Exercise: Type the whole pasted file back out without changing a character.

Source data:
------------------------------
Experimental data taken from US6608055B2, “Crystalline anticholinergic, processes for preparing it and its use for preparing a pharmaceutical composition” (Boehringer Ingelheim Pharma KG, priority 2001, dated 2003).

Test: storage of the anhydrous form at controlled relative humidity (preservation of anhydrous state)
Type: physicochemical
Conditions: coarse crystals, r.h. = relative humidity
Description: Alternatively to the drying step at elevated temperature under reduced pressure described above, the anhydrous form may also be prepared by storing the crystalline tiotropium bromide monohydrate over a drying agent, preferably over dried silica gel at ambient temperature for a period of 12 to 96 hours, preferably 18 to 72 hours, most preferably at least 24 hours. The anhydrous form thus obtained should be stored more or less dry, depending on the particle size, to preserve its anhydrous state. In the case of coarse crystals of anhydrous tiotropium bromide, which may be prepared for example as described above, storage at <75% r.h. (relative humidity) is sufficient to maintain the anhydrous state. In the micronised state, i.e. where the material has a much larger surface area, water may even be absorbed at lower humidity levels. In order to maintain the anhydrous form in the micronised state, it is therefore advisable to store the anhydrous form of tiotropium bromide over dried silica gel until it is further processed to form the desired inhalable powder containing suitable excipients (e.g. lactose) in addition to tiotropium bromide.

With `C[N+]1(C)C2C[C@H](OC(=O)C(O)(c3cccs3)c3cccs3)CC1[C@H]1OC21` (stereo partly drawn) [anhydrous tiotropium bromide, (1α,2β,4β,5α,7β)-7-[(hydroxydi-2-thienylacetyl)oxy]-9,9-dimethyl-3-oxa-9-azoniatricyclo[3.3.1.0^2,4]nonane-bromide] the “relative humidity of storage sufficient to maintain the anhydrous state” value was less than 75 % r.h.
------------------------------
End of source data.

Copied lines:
Experimental data taken from US6608055B2, “Crystalline anticholinergic, processes for preparing it and its use for preparing a pharmaceutical composition” (Boehringer Ingelheim Pharma KG, priority 2001, dated 2003).

Test: storage of the anhydrous form at controlled relative humidity (preservation of anhydrous state)
Type: physicochemical
Conditions: coarse crystals, r.h. = relative humidity
Description: Alternatively to the drying step at elevated temperature under reduced pressure described above, the anhydrous form may also be prepared by storing the crystalline tiotropium bromide monohydrate over a drying agent, preferably over dried silica gel at ambient temperature for a period of 12 to 96 hours, preferably 18 to 72 hours, most preferably at least 24 hours. The anhydrous form thus obtained should be stored more or less dry, depending on the particle size, to preserve its anhydrous state. In the case of coarse crystals of anhydrous tiotropium bromide, which may be prepared for example as described above, storage at <75% r.h. (relative humidity) is sufficient to maintain the anhydrous state. In the micronised state, i.e. where the material has a much larger surface area, water may even be absorbed at lower humidity levels. In order to maintain the anhydrous form in the micronised state, it is therefore advisable to store the anhydrous form of tiotropium bromide over dried silica gel until it is further processed to form the desired inhalable powder containing suitable excipients (e.g. lactose) in addition to tiotropium bromide.

With `C[N+]1(C)C2C[C@H](OC(=O)C(O)(c3cccs3)c3cccs3)CC1[C@H]1OC21` (stereo partly drawn) [anhydrous tiotropium bromide, (1α,2β,4β,5α,7β)-7-[(hydroxydi-2-thienylacetyl)oxy]-9,9-dimethyl-3-oxa-9-azoniatricyclo[3.3.1.0^2,4]nonane-bromide] the “relative humidity of storage sufficient to maintain the anhydrous state” value was less than 75 % r.h.